I saw this image the other day: an almost empty battery on the left and a woman on the right. She looks almost empty too. And it brought home to me that we act as if we care more for our smartphones than for ourselves and each other.
Take your own relationship to your smart phone.
When has it last died on you because you have forgotten to recharge it in time? It rarely happens, because you are usually aware if the battery runs below 50%, especially if you plan to be out and about any time soon.
You consciously avoid letting it’s battery run down!
When power is low, you plug it in, because if it turns itself off, it cuts you off from:
your ability to connect to others
your capability to take in new information, be it orienting yourself with a map, or checking the latest on social media.
Well you, and all of your team members, are not dissimilar to that phone you treat with so much foresight.
When you run on 10%,
you cannot connect to others. You loose our ability to understand what they are saying to you.
you cannot take in information, let alone process and create something from it.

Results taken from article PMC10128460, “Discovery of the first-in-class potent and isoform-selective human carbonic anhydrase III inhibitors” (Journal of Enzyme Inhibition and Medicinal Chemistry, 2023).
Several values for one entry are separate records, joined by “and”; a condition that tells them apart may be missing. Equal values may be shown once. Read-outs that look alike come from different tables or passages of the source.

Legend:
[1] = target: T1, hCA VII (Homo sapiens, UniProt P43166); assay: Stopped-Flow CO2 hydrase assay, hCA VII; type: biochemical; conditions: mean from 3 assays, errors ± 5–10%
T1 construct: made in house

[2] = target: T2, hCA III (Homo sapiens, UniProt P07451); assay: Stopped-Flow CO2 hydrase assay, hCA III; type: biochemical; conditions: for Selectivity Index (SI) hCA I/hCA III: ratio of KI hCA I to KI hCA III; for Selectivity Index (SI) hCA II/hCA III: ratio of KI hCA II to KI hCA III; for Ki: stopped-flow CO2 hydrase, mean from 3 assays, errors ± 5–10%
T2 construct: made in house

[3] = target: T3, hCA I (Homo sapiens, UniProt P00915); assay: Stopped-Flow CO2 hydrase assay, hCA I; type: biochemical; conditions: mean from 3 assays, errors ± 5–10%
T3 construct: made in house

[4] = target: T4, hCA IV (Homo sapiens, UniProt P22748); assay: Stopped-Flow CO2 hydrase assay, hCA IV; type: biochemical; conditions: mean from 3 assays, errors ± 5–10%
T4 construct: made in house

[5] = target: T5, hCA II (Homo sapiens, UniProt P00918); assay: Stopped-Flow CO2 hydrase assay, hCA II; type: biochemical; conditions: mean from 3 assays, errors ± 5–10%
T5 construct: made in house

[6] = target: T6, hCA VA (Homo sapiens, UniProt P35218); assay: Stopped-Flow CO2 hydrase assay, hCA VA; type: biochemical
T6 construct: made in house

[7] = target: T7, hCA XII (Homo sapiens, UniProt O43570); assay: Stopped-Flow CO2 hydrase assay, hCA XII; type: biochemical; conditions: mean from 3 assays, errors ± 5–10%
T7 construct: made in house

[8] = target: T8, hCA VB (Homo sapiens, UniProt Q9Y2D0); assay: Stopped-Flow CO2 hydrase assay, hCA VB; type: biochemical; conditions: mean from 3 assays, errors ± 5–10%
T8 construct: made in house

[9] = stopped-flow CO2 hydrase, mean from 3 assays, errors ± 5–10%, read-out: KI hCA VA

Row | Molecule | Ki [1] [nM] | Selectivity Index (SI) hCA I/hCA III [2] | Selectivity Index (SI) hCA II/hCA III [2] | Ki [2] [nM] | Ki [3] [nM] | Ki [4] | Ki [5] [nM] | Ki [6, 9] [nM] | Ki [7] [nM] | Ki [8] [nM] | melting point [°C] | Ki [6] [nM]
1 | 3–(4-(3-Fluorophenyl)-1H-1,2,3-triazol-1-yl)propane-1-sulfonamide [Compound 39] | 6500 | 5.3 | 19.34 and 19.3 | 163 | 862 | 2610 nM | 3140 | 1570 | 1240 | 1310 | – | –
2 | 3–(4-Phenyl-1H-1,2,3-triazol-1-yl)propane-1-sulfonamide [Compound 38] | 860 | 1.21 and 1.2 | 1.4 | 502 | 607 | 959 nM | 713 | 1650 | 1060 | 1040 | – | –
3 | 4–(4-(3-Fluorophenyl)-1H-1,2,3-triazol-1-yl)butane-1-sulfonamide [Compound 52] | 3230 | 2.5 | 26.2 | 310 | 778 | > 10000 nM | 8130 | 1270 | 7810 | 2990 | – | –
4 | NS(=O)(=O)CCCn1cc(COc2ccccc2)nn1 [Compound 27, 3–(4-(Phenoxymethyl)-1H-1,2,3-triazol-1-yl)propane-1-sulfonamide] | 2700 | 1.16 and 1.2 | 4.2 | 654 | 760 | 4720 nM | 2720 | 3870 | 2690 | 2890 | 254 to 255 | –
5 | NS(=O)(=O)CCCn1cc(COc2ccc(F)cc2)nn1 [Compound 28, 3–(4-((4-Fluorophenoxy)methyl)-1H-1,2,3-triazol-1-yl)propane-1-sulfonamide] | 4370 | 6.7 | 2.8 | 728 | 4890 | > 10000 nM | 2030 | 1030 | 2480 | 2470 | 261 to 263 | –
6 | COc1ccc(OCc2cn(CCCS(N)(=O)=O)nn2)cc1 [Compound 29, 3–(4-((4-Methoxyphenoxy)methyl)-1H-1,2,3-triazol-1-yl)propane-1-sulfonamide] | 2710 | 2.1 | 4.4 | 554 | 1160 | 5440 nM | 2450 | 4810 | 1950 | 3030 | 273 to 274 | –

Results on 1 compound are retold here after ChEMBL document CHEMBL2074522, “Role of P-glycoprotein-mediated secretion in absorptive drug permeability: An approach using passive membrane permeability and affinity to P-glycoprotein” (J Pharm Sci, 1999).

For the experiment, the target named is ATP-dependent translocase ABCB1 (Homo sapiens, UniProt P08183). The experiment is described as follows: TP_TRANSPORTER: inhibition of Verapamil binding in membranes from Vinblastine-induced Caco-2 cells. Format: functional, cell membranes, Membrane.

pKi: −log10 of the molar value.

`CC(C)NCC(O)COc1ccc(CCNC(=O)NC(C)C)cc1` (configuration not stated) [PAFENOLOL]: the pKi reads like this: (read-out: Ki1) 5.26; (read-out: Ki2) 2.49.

Like with your phone, when you let your own energy run down to 10%, it’s too late. It’s time to recharge when it drops below 50%.
Constant regeneration is key.
Our batteries run low if we don’t regularly make the time for regeneration in the areas which give us energy: physical, mental, emotional, and spiritual energy.
And most of us tend to not make enough time for self-care activities which refill our energy tank when we are afraid of running short in our other life domains: working, parenting, connecting to family and friends, etc.
When we fall behind with tasks, we double up.
As we feel we are falling behind, we get stressed. And then we try to will ourselves into performing better than we can, given our circumstances. This makes us less productive and sours our relationships, which makes us less productive, until our battery is flat out.
It’s a vicious cycle.
This vicious cycle is happening all over the world now, with many working from home and lacking their habitual support systems, be it an open gym, a commute to work in silence, being out with colleagues for lunch, childcare, and so on.
Here’s how to lead the way out of it.
As a leader you need to initiate the conversation about energy and energy management as we are heading towards a mental and emotional crisis.
And you first need to model how you are balancing your energy levels so as to be resilient in the face of the uncertainty, ambiguity, volatility, and complexity which everyone and all organisations are consciously living through right now. The counterintuitive strategy would pay off: taking time out during the day.
Great leaders encourage self-care.